S-t-r-e-t-c-h as a rule: It always pays!!

The theme of S-T-R-E-T-C-H clearly is an attitude that comes naturally and is not put on. It means putting yourself out to help others, irrespective of the immediate gains or losses. The results speak for themselves.

Stretch as a ruleMany years ago an elderly lady was strolling through a Pittsburgh department store, obviously killing time. She passed counter after counter without anyone paying any attention to her. All of the clerks had spotted her as an idle “looker” who had no intention of buying. They made it a point of looking in another direction when she stopped at their counters.

What costly business this neglect turned out to be! Finally the lady came to a counter that was attended by a young clerk who bowed politely and asked if he might serve her.

“No” she replied, “I am just killing time, waiting for the rain to stop so I can go home”. “Very well Madam” the young man smiled, “may I bring out a chair for you”, and he brought it without waiting for her answer. After the rain stopped, the young man took the lady by the arm, escorted her to the street and bade her good-bye. As she left she asked him for his card.

Several months later the owner of the store received a letter, asking that this young man be sent to Scotland to take an order for the furnishings of a home. The owner of the store wrote back that he was sorry, but the young man did not work the home furnishings department, however, he explained that he would be glad to send an “experienced man” to do his job.

Back came a reply that no one would do except this particular young man. The letter was signed by Andrew Carnegie* and the house he wanted furnished was Skibo Castle in Scotland. The elderly lady was Mr. Carnegie’s mother. The young man was sent to Scotland and he received an order for several hundred thousand dollars worth of household furnishings. He later became the owner of half interest in the store.

Certainly it pays to go the extra mile.

* Andrew Carnegie was a Scottish American industrialist who led the enormous expansion of the American steel industry in the late 19th century.

Categorized as Media

S-t-r-e-t-c-h together

A little support and encouragement helps our teams take ownership for the “stretch”.We all need a stretch team…so let’s build one!!!

Stretch togetherStretch Together

by Dr. Harry Clarke Noyes


fall, when

you see Geese

heading South for

the Winter, flying along

in V formation, you might

consider what science has dis‐

covered as to why they fly that way:

as each bird flaps its wings, it creates an

uplift for the bird immediately following. By

flying in V formation the whole flock adds at least

71% greater flying range than if each bird flew on its own.

People who share a common direction and sense of community

can get where they are going more quickly and easily

because they are traveling on the thrust of one another.


a goose falls

out of formation,

it suddenly feels the drag

and resistance of trying to go it alone

and quickly gets back into formation to take

advantage of the lifting power of the bird in front.

If we have as much sense as a goose,

we will stay in formation

with those who are headed the same way we are.


the Head Goose

gets tired, it rotates back

in the wing and another goose flies point.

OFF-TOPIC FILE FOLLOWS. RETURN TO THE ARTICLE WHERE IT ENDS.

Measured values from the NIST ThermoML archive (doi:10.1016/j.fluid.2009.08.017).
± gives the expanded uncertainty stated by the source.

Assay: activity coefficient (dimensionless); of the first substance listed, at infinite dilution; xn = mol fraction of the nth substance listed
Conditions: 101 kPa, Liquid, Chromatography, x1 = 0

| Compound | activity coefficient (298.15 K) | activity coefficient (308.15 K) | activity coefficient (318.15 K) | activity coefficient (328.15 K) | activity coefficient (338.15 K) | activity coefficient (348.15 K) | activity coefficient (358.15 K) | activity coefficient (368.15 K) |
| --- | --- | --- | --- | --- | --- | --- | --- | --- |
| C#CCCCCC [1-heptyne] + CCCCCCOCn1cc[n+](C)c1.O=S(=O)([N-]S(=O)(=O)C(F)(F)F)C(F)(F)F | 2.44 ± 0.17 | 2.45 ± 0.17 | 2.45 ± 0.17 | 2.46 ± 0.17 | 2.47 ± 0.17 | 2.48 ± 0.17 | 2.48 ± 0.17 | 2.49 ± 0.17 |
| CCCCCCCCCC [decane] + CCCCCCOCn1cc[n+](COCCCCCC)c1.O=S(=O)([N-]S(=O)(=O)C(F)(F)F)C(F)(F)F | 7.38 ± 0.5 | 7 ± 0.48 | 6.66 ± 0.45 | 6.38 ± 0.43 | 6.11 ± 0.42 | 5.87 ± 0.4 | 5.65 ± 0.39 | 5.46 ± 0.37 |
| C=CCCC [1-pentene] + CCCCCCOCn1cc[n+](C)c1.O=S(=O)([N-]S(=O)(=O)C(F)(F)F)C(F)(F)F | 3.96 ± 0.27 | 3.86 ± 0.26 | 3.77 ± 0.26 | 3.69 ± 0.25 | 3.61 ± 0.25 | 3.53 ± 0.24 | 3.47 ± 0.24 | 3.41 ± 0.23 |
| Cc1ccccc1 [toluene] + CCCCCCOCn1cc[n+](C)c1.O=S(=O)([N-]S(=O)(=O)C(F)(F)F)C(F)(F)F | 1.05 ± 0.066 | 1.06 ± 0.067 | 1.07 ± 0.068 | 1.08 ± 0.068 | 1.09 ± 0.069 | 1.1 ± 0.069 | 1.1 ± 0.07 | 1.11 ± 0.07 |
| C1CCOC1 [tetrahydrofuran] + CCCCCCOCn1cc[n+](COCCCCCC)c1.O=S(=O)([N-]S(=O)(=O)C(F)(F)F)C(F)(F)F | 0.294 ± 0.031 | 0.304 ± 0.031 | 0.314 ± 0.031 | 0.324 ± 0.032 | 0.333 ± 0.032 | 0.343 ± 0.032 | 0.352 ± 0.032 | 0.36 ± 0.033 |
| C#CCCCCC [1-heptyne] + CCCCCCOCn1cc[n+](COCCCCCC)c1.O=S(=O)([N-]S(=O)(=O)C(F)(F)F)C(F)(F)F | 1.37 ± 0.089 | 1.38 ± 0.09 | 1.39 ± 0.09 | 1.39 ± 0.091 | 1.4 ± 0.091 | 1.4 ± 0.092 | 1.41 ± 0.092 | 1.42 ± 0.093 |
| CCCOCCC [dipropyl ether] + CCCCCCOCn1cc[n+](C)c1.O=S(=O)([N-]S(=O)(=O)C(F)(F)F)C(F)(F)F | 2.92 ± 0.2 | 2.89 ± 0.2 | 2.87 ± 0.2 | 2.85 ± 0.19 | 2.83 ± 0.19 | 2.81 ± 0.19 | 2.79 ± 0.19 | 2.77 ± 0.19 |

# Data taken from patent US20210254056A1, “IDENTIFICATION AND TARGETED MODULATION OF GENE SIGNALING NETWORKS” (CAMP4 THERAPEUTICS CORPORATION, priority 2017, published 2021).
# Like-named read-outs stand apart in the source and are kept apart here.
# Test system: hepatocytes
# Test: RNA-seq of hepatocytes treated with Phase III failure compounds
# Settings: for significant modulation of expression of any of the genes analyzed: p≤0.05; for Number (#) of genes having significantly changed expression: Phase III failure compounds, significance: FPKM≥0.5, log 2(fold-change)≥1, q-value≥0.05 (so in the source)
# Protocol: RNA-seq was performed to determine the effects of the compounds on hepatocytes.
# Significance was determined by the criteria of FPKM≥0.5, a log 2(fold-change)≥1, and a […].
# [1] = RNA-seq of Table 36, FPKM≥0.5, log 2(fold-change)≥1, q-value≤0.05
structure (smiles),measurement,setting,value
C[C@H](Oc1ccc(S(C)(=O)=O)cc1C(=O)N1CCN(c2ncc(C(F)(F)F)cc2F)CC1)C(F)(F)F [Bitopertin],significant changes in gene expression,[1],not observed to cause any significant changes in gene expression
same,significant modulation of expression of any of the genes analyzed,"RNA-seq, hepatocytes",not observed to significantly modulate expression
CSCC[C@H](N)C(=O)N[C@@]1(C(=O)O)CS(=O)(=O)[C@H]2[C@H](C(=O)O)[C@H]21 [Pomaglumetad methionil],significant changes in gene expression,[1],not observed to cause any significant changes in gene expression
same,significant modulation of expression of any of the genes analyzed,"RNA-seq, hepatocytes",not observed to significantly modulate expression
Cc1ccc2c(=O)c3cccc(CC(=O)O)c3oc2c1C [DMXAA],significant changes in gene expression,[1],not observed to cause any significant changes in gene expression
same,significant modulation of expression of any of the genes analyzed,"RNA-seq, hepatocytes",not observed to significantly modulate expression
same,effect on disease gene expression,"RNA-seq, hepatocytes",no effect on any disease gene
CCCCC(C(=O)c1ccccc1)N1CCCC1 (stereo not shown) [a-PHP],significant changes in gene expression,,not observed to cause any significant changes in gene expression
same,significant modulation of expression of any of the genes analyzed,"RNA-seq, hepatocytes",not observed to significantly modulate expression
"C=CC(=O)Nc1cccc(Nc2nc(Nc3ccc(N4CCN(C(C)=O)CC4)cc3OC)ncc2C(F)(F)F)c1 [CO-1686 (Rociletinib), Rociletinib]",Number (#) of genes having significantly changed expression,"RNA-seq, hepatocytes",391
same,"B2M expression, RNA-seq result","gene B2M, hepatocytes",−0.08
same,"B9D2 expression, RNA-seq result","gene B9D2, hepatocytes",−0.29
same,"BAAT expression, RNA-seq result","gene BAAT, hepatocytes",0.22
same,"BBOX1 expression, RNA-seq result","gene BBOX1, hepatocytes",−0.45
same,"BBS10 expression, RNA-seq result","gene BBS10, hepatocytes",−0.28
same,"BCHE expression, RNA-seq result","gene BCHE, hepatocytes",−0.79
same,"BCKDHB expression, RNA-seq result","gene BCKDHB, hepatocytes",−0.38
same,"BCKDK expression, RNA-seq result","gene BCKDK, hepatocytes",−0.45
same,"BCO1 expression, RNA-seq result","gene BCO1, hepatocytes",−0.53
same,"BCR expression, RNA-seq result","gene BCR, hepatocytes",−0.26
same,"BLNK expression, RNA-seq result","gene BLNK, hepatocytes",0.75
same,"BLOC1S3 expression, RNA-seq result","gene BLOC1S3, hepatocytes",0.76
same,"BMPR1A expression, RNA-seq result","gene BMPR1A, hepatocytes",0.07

It is sensible to take turns doing demanding jobs

with people or with geese flying South.


honk from behind to

encourage those up front to keep up their speed.

What do we say when we honk from behind?


and this is important,

when a goose gets sick, or is

wounded by gunshots and falls out

of formation, two other geese fall out with that

goose and follow it down to lend help and protection.

They stay with the fallen goose until it is able to fly, or until

it dies. Only then do they launch out on their own, or with another formation

to catch up with their group.




Categorized as Media

S-t-r-e-t-c-h to serve: Customer service is the key

If anyone questions the value of “stretching” & the overall effect it has on success…they only have to read this story of Thomas J. Watson Jr.!!!!!!!!!!!!

stretch to serveIn May 1956, four years after becoming IBM’s president, Thomas J. Watson Jr., succeeded his father as Chief Executive Officer.

When the son first assumed command a half-century ago, IBM employed 72,500 people worldwide and produced $892 million in revenue. When he resigned as board chairman 15 years later, IBM had grown to more than 270,000 employees and revenue of $8.274 billion. In that same 15-year period, the company’s net income after taxes had risen from $87 million to $1.079 billion.

During his uncommon life, Tom Watson, Jr.:Transformed IBM from a medium-sized member of the top 100 U.S. businesses into one of the largest industrial corporations in the world.

Built IBM into a divisionalized and professionally-managed high technology enterprise.

Recognized the potential of electronics in information handling and drove IBM’s transition from punched card tabulators and clocks to transistors and integrated circuits.

Pushed the development of the IBM 701 and IBM System/360 — two landmark developments in the history of the computer.

Abolished the hourly wage in IBM, introduced tuition loans and pioneered matching grants for charities.

Advocated federal aid for the poor, better national health care and nuclear disarmament.

Served his nation in the U.S. Army Air Corps during World War II and as the U.S. Ambassador to the Soviet Union in 1979-1981.

Here’s a excerpt from his book ‘A business and its beliefs: The ideas that helped build IBM’.

These are not small things. The relationship between the man and the customer, the importance of reputation, the idea of putting the customer first – always – all these things, if carried out with real conviction by a company, can make a great deal of difference in its destiny.